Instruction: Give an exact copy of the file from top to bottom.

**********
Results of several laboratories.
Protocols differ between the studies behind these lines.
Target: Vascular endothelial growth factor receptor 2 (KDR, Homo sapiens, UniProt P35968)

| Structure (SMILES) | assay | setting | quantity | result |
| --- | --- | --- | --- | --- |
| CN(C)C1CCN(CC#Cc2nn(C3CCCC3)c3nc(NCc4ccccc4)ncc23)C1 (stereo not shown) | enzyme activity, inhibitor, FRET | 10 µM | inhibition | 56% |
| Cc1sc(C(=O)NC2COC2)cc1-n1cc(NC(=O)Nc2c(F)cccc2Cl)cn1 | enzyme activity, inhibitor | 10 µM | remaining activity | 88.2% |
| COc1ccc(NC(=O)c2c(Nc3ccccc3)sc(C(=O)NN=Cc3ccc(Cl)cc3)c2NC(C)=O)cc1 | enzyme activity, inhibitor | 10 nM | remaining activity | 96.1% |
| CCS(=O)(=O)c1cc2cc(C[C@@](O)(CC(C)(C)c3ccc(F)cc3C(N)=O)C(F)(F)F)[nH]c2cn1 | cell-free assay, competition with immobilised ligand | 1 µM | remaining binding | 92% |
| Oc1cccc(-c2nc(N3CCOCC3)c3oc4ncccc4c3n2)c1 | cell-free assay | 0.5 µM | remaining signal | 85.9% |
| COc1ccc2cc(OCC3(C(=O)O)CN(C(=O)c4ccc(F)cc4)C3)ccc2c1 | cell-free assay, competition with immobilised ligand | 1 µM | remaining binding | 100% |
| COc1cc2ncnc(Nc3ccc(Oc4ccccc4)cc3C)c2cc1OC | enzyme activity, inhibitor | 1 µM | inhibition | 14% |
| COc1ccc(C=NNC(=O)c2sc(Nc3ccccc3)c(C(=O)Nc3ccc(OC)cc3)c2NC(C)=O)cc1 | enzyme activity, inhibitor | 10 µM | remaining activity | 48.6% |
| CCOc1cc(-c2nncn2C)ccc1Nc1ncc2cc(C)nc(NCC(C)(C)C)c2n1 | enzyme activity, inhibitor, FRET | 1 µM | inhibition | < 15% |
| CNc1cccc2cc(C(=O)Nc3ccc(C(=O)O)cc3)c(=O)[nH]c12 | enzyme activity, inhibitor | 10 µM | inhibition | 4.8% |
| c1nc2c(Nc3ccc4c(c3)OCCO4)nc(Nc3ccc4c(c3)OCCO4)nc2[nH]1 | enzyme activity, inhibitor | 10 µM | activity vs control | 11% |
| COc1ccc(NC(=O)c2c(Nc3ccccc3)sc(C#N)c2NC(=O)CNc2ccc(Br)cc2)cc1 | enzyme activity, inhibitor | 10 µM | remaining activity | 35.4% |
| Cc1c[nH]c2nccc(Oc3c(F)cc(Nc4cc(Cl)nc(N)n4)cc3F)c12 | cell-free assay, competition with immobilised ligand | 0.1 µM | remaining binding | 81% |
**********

Results of several laboratories.
Protocols differ between the studies behind these lines.
Target: Vascular endothelial growth factor receptor 2 (KDR, Homo sapiens, UniProt P35968)

| Structure (SMILES) | assay | setting | quantity | result |
| --- | --- | --- | --- | --- |
| CN(C)C1CCN(CC#Cc2nn(C3CCCC3)c3nc(NCc4ccccc4)ncc23)C1 (stereo not shown) | enzyme activity, inhibitor, FRET | 10 µM | inhibition | 56% |
| Cc1sc(C(=O)NC2COC2)cc1-n1cc(NC(=O)Nc2c(F)cccc2Cl)cn1 | enzyme activity, inhibitor | 10 µM | remaining activity | 88.2% |
| COc1ccc(NC(=O)c2c(Nc3ccccc3)sc(C(=O)NN=Cc3ccc(Cl)cc3)c2NC(C)=O)cc1 | enzyme activity, inhibitor | 10 nM | remaining activity | 96.1% |
| CCS(=O)(=O)c1cc2cc(C[C@@](O)(CC(C)(C)c3ccc(F)cc3C(N)=O)C(F)(F)F)[nH]c2cn1 | cell-free assay, competition with immobilised ligand | 1 µM | remaining binding | 92% |
| Oc1cccc(-c2nc(N3CCOCC3)c3oc4ncccc4c3n2)c1 | cell-free assay | 0.5 µM | remaining signal | 85.9% |
| COc1ccc2cc(OCC3(C(=O)O)CN(C(=O)c4ccc(F)cc4)C3)ccc2c1 | cell-free assay, competition with immobilised ligand | 1 µM | remaining binding | 100% |
| COc1cc2ncnc(Nc3ccc(Oc4ccccc4)cc3C)c2cc1OC | enzyme activity, inhibitor | 1 µM | inhibition | 14% |
| COc1ccc(C=NNC(=O)c2sc(Nc3ccccc3)c(C(=O)Nc3ccc(OC)cc3)c2NC(C)=O)cc1 | enzyme activity, inhibitor | 10 µM | remaining activity | 48.6% |
| CCOc1cc(-c2nncn2C)ccc1Nc1ncc2cc(C)nc(NCC(C)(C)C)c2n1 | enzyme activity, inhibitor, FRET | 1 µM | inhibition | < 15% |
| CNc1cccc2cc(C(=O)Nc3ccc(C(=O)O)cc3)c(=O)[nH]c12 | enzyme activity, inhibitor | 10 µM | inhibition | 4.8% |
| c1nc2c(Nc3ccc4c(c3)OCCO4)nc(Nc3ccc4c(c3)OCCO4)nc2[nH]1 | enzyme activity, inhibitor | 10 µM | activity vs control | 11% |
| COc1ccc(NC(=O)c2c(Nc3ccccc3)sc(C#N)c2NC(=O)CNc2ccc(Br)cc2)cc1 | enzyme activity, inhibitor | 10 µM | remaining activity | 35.4% |
| Cc1c[nH]c2nccc(Oc3c(F)cc(Nc4cc(Cl)nc(N)n4)cc3F)c12 | cell-free assay, competition with immobilised ligand | 0.1 µM | remaining binding | 81% |